12 types of vegetable seeds you should NEVER start indoors
As early as January or February, the garden community starts to buzz as people begin to start their seeds indoors so they can have an abundant spring and summer garden.
It’s smart to start some plants (like tomatoes and peppers) indoors because it allows them a longer season to grow large and healthy (especially in gardening zones with shorter summer seasons), and produce tons of amazing fruit.
But there are other veggies that you should never start indoors because they won’t survive being transplanted later on.
That also means that these are the veggies that you always want to start from seed, rather than buying a seedling plant from your local nursery or farmers market.
Most root vegetables
Root vegetables don’t transplant well, so it’s best to start them in their final resting place. Luckily, they are frost tolerant and many of them are quick to grow, so you can plant them as soon as the soil thaws, but before the last frost date. Onions and leeks are the exceptions here, and they do well when they are started indoors and transplanted in the spring.
Beets are a great option to plant in your early spring garden. They do their best down directly into the ground but can survive in 5-gallon gardening bags as well as long as they are in deep, rich soil.
Radishes are one of the most fun root vegetables to plant early on in the season. They grow like weeds, so they might be your first crop ready to eat!
Turnips are a great option to grow in colder climates and should be sown directly. They are commonly roasted, mashed, and used in soups, so they are the perfect versatile veggie to grow in spring or fall.
Carrots are another easy crop to directly sow before the last frost or late in summer. They actually become sweeter and more delicious when they experience temperatures below freezing.
Dill is in the Apiaceae, which is closely related to carrots. While you typically eat the frilly fronds that grow out of the earth, dill has a long taproot that does not transplant well. However, unlike carrots, dill should only be planted after the last frost date.
Corn is another plant that does not transplant well, so it should be planted wherever you plant it to grow it to maturity. It can be planted inside in large pots as long as you don’t plan on transplanting it later on.
Across the board, squash does not tend to transplant well. Attempting to transplant usually does not end well, with the plant dying or growing at a much slower rate.
Some people do start summer squashes like zucchini or pattypan indoors to get an earlier harvest, but your plants will grow biggest and produce the most fruit if they are planted directly into the earth. If you really want fruit earlier in the summer, you may try both starting it indoors, as well as directly sowing some seeds after your last frost date.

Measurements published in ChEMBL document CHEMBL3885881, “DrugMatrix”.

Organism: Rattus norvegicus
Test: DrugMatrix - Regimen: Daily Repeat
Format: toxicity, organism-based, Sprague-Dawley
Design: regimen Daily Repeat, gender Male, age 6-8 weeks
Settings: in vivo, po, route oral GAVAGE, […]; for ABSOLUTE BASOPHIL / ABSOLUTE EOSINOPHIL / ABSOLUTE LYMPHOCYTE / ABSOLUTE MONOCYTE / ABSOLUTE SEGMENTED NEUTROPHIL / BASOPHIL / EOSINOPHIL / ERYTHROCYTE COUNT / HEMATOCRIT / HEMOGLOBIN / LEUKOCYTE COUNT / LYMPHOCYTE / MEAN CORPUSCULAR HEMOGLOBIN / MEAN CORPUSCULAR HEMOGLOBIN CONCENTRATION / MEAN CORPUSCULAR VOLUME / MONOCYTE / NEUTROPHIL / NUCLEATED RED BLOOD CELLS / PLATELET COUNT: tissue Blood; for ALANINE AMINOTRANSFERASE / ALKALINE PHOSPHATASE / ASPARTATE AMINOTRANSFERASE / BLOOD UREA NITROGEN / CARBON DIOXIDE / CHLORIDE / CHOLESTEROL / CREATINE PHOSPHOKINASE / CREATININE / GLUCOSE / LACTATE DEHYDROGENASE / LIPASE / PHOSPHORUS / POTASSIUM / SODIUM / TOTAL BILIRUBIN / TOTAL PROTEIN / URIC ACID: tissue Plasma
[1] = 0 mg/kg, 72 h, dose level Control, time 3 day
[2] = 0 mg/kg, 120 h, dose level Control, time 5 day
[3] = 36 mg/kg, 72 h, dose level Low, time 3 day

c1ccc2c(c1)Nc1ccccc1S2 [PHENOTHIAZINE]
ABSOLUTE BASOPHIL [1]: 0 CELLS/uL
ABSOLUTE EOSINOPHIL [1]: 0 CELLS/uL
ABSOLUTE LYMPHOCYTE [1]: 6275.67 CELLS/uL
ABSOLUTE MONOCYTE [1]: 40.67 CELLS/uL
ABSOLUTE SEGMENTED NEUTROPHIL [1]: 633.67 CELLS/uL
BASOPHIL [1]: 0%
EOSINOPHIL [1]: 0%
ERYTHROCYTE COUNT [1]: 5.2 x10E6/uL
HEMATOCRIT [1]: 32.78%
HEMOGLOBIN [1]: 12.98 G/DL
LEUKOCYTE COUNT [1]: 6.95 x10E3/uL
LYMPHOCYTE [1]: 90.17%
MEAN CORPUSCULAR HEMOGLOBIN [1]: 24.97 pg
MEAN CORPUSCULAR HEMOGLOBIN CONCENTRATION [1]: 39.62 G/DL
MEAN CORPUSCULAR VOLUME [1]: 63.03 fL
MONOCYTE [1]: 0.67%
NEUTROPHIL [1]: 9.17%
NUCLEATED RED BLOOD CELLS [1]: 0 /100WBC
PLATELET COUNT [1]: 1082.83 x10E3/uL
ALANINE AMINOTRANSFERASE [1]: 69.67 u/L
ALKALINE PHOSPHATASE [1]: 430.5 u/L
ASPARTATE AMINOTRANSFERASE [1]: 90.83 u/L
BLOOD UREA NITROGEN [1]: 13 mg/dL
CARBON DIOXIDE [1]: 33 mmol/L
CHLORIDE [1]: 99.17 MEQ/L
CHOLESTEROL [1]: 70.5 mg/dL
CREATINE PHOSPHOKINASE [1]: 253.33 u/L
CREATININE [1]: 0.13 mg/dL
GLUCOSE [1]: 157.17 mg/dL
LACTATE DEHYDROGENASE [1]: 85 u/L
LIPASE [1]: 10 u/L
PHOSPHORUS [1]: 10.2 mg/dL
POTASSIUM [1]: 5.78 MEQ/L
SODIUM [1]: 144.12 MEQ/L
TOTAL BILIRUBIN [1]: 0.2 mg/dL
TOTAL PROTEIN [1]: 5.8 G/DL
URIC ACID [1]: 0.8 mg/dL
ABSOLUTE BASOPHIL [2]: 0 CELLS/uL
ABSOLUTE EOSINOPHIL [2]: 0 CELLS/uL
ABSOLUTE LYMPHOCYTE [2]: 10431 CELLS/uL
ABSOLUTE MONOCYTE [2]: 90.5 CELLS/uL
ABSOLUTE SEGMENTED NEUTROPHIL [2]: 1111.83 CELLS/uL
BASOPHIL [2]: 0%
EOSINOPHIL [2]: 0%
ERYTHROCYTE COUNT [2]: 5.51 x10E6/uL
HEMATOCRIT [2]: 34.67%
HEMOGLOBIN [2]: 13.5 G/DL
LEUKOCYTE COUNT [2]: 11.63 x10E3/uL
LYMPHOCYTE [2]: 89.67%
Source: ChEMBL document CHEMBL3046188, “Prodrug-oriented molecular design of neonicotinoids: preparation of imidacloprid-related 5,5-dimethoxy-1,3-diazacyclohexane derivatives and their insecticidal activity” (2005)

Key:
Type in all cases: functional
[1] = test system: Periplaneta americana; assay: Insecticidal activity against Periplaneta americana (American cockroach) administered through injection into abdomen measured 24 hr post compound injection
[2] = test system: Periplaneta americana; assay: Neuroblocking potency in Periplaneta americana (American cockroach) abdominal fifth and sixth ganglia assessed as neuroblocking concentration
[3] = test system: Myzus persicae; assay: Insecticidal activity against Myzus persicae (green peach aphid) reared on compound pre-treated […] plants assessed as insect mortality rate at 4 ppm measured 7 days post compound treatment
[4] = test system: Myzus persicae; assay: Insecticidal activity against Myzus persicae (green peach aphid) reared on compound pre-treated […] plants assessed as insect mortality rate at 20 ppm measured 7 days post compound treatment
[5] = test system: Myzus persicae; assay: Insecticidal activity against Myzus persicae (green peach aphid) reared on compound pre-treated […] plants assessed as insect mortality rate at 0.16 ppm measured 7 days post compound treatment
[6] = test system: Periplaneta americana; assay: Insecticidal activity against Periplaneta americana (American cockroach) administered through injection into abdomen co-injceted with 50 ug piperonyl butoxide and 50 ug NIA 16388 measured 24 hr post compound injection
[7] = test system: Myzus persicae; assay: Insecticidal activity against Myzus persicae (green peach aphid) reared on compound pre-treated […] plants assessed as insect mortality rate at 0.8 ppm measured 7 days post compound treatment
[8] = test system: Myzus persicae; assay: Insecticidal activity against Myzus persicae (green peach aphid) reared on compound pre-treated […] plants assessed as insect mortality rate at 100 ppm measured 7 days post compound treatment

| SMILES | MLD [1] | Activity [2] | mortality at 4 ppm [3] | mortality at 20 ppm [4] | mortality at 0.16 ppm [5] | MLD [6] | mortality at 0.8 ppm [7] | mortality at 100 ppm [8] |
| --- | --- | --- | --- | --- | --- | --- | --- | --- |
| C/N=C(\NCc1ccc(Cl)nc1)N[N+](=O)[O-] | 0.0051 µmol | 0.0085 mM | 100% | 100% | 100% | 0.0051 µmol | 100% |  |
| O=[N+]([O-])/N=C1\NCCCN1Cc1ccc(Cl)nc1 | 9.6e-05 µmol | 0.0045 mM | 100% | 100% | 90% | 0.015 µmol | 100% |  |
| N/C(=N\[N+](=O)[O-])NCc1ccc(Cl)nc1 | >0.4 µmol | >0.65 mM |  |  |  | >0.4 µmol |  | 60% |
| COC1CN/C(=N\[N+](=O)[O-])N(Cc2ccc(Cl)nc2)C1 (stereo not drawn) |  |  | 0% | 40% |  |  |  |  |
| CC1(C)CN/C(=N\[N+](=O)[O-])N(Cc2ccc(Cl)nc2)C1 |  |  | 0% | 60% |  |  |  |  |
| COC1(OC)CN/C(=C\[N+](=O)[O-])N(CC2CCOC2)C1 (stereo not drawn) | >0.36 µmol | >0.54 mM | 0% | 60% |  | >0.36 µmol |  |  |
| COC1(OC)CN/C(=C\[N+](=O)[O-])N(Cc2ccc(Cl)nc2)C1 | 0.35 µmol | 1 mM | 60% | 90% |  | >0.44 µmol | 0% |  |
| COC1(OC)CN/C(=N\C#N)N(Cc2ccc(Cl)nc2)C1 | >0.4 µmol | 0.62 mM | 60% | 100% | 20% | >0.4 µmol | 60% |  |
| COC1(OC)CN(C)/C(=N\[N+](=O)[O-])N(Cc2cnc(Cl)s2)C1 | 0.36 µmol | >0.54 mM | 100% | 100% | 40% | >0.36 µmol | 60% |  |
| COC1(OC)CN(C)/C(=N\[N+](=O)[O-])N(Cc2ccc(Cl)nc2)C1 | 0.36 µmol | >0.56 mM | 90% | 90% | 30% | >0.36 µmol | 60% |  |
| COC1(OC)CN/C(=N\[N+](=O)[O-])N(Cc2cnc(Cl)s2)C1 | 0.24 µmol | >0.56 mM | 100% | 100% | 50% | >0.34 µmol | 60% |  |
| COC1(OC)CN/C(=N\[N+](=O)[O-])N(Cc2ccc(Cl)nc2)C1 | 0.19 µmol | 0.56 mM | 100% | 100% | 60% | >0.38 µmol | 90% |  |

Winter squash includes things like pumpkins, acorn squash, butternut, and spaghetti squash. These should always be planted outdoors directly in the earth, well after the last frost date.
Cantaloupe, watermelon, and honeydew melon also thrive best when they are sown directly. Don’t try to get an early start on these by planting them indoors, because they rarely survive the shock of transplant. If by some miracle a melon plant does survive being transplanted, it still is unlikely to grow to maturity and produce fruit.
There is no need to start peas indoors, and they do not do well being transplanted. Peas are frost-tolerant so you can plant them outside early in the year, and they grow incredibly fast under the right conditions so they will likely be one of your first edible crops anyway.
Similar to peas, beans should not be started indoors. But beans should be planted a little later in the season, after the last frost date and once the soil has warmed. Planting beans too early can result in poor germination and seed rot, so plan on planting them a couple of weeks after your frost date and enjoying them in mid to late summer.
Lettuce and lettuce-y plants
Lettuce, arugula, spinach, and similar plants can be planted indoors and transplanted, but they thrive best when they are planted in their final growing spot. There are plenty of varieties of lettuce that are cold-tolerant, so they are often a successful first crop of the year early in spring.
Plants that should be started from seed indoors
We’ve covered types of plants that should always be planted directly in their final resting place, so what can you get a jump on by planting indoors?
Here is a non-exhaustive list of a few of my favorite plants to start from seed inside:
Broccoli, kale, chard, cabbage, tomatoes, eggplant, peppers, basil, celery, onions, leeks, artichoke, bok choi, brussels sprouts.
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